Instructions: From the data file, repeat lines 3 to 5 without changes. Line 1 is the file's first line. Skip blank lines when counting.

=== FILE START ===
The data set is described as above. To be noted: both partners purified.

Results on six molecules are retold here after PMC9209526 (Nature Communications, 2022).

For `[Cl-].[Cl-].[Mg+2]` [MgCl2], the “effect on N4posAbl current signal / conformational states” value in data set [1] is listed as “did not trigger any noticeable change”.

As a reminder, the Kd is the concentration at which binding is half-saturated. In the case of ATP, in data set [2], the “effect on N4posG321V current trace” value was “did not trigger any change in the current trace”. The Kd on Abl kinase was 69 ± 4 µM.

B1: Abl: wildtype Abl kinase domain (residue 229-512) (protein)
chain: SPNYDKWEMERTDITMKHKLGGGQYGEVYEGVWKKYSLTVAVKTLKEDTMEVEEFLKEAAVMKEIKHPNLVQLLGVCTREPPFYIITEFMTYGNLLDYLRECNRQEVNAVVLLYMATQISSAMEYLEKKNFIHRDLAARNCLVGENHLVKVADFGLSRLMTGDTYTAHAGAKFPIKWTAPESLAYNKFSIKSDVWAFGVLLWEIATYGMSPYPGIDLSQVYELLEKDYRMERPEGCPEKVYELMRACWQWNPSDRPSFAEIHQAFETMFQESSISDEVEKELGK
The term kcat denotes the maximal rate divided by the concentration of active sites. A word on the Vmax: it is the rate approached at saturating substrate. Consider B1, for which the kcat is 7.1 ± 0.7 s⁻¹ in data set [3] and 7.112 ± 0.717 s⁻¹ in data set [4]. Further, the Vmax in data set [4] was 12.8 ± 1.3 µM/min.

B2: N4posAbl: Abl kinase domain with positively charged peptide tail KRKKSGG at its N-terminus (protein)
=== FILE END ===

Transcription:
For `[Cl-].[Cl-].[Mg+2]` [MgCl2], the “effect on N4posAbl current signal / conformational states” value in data set [1] is listed as “did not trigger any noticeable change”.

As a reminder, the Kd is the concentration at which binding is half-saturated. In the case of ATP, in data set [2], the “effect on N4posG321V current trace” value was “did not trigger any change in the current trace”. The Kd on Abl kinase was 69 ± 4 µM.

B1: Abl: wildtype Abl kinase domain (residue 229-512) (protein)